Publication date: Feb 13, 2020
TOKYO, Feb. 13, 2020 /PRNewswire/ — A light-sensitive protein can restore mitochondria function in fruit flies bearing a gene mutation associated with Parkinson’s disease and relieve its symptoms, report researchers at Juntendo University in the journal Communications Biology.
Yuzuru Imai and Nobutaka Hattori at Juntendo University and colleagues at the University of Shizuoka and Waseda University in Japan have now developed a light-activated protein, named mito-Delta-rhodopsin (mito-dR), that restores mitochondrion function in a fruit fly model of the disease.
Previous research has pointed towards mutations in the protein coding gene CHCHD2 as the cause of the disease, as well as identifying a number of cellular processes that the disease affects.
In terms of energy generating processes, production of ATP – the energy currency in cells – is diminished and the generation of reactive oxygen species increases.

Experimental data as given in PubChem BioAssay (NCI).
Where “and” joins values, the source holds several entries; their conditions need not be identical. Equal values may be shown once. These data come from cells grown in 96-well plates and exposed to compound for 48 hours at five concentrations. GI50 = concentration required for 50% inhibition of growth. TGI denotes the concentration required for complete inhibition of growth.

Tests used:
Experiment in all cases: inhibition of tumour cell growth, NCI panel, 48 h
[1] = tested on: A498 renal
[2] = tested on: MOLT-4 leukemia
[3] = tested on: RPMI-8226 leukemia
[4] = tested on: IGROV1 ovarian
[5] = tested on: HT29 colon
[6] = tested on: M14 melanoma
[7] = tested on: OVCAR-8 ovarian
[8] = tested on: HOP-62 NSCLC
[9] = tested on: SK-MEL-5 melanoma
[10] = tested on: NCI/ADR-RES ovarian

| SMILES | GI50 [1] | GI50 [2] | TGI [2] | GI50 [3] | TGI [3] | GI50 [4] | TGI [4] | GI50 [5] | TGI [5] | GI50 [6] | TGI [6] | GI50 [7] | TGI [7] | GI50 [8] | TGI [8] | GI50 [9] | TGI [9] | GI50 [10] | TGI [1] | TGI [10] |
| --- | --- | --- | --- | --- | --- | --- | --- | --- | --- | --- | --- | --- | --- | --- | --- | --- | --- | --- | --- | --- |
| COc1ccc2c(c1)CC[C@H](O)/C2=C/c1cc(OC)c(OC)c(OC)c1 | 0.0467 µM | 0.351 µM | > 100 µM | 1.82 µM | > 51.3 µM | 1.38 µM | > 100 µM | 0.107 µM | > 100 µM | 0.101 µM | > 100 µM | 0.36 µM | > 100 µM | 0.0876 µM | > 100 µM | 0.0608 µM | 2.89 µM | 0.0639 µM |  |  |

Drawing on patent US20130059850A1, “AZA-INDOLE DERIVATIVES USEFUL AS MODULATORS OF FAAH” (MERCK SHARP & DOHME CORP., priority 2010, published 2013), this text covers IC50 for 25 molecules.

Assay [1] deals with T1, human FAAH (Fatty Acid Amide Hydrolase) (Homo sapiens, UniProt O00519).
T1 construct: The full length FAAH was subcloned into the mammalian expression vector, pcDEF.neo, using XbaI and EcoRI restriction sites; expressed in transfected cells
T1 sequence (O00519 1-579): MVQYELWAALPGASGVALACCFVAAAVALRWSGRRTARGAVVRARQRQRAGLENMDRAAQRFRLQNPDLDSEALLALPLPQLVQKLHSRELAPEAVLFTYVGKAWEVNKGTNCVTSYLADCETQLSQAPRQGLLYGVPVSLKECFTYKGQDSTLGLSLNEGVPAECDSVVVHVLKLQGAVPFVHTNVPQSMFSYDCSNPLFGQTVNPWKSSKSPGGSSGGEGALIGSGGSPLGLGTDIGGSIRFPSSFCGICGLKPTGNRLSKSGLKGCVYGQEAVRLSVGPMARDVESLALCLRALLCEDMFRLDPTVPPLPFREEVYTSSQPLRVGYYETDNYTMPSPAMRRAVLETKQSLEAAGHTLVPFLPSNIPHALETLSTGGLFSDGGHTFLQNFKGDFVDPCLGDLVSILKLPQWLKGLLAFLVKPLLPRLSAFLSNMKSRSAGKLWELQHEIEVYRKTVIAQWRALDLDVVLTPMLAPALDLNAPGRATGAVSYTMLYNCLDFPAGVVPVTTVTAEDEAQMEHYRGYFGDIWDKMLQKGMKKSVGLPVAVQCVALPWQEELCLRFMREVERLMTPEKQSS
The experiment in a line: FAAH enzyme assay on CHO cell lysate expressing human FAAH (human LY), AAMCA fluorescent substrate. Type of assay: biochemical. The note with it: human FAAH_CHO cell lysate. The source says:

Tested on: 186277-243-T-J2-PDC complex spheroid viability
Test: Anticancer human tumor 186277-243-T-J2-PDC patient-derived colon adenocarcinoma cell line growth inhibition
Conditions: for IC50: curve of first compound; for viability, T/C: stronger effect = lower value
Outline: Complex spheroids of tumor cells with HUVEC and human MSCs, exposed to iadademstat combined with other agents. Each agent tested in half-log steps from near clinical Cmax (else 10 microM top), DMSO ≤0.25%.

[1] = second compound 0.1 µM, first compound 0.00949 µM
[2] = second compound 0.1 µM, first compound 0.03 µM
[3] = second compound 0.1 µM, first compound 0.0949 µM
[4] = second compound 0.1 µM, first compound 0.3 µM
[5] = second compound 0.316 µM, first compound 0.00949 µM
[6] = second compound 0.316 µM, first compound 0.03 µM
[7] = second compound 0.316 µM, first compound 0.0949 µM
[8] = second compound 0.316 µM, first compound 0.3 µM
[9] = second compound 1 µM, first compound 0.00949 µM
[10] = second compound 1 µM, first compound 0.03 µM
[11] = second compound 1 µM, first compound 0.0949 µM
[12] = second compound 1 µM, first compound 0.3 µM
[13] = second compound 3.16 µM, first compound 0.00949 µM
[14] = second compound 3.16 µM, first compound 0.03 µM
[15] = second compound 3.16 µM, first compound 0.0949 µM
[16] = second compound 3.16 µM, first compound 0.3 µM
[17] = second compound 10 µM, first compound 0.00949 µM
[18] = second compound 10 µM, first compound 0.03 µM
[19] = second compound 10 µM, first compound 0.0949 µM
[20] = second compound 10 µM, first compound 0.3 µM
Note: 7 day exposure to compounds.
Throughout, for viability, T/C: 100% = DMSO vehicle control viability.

Mitochondrial functions involve the interplay of complex reaction cycles, redox processes and electrochemical forces.
Electrons that prematurely reduce oxygen in this process can lead to reactive oxygen species and cause oxidative stress to the mitochondria, which is related to age-related mitochondrial decline.
The mission of Juntendo University is to strive for advances in society through education, research, and healthcare, guided by the motto “Jin – I exist as you exist” and the principle of “Fudan Zenshin – Continuously Moving Forward”.
With the creation of Juntendo, the founders hoped to create a place where people could come together with the shared goal of helping society through the powers of medical education and practices.
Through the years the institution’s experience and perspective as an institution of higher education and a place of clinical practice has enabled Juntendo University to play an integral role in the shaping of Japanese medical education and practices.
Today, Juntendo University continues to pursue innovative approaches to international level education and research with the goal of applying the results to society.
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- Dysregulated Interorganellar Crosstalk of Mitochondria in the Pathogenesis of Parkinson’s Disease.
- PINK1-Parkin signaling in Parkinson’s disease: Lessons from Drosophila.